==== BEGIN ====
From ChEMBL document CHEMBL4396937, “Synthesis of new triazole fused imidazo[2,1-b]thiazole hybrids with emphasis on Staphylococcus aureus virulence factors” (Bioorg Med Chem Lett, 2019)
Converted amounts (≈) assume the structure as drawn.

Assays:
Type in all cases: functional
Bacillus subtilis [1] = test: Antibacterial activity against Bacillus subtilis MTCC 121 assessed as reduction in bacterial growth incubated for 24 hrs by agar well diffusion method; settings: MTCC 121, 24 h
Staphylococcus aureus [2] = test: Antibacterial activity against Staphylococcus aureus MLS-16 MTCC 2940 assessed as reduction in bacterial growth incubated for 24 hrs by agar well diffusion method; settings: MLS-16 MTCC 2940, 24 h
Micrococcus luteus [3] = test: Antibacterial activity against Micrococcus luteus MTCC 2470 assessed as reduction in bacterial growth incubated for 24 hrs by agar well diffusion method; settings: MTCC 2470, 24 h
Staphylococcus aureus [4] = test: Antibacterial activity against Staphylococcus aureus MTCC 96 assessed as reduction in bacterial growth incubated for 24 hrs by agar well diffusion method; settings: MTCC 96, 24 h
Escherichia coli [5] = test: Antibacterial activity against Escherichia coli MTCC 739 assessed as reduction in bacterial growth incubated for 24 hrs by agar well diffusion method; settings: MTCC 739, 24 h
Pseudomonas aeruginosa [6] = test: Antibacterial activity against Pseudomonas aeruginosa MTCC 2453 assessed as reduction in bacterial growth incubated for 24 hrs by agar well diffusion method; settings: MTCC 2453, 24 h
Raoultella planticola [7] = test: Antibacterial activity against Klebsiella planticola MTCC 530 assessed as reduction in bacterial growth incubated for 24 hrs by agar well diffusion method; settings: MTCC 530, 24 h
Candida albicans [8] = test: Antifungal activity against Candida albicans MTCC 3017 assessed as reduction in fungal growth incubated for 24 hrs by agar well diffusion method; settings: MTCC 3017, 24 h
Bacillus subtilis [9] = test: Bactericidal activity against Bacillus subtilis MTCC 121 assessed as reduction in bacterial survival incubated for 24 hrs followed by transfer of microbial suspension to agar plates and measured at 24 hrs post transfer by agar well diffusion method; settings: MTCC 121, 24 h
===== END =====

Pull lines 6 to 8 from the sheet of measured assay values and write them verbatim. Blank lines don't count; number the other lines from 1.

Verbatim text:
Staphylococcus aureus [2] = test: Antibacterial activity against Staphylococcus aureus MLS-16 MTCC 2940 assessed as reduction in bacterial growth incubated for 24 hrs by agar well diffusion method; settings: MLS-16 MTCC 2940, 24 h
Micrococcus luteus [3] = test: Antibacterial activity against Micrococcus luteus MTCC 2470 assessed as reduction in bacterial growth incubated for 24 hrs by agar well diffusion method; settings: MTCC 2470, 24 h
Staphylococcus aureus [4] = test: Antibacterial activity against Staphylococcus aureus MTCC 96 assessed as reduction in bacterial growth incubated for 24 hrs by agar well diffusion method; settings: MTCC 96, 24 h